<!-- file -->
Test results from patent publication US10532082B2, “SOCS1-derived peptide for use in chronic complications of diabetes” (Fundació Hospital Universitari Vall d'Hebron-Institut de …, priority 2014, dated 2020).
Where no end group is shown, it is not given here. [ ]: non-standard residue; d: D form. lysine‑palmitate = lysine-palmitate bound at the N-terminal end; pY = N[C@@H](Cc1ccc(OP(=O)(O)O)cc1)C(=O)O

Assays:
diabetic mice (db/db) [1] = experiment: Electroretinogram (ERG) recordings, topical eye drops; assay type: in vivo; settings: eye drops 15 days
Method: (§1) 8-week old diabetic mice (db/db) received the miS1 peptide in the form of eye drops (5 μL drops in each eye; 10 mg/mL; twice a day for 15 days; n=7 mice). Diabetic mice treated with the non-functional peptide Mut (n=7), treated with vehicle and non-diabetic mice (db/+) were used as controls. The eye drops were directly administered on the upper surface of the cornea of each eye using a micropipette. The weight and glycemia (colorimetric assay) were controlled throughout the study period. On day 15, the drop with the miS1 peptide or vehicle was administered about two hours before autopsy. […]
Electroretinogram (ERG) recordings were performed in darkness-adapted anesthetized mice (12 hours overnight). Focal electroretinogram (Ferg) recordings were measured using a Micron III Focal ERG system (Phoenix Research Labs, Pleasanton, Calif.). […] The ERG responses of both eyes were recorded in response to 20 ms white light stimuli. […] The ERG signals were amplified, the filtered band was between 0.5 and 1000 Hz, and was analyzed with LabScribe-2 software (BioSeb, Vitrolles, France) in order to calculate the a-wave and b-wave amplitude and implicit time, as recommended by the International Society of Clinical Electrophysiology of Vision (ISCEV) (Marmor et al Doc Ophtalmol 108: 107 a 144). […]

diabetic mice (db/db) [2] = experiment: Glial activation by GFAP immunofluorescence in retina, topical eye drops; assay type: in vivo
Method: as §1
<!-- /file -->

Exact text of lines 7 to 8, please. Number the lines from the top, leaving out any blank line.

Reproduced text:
diabetic mice (db/db) [2] = experiment: Glial activation by GFAP immunofluorescence in retina, topical eye drops; assay type: in vivo
Method: as §1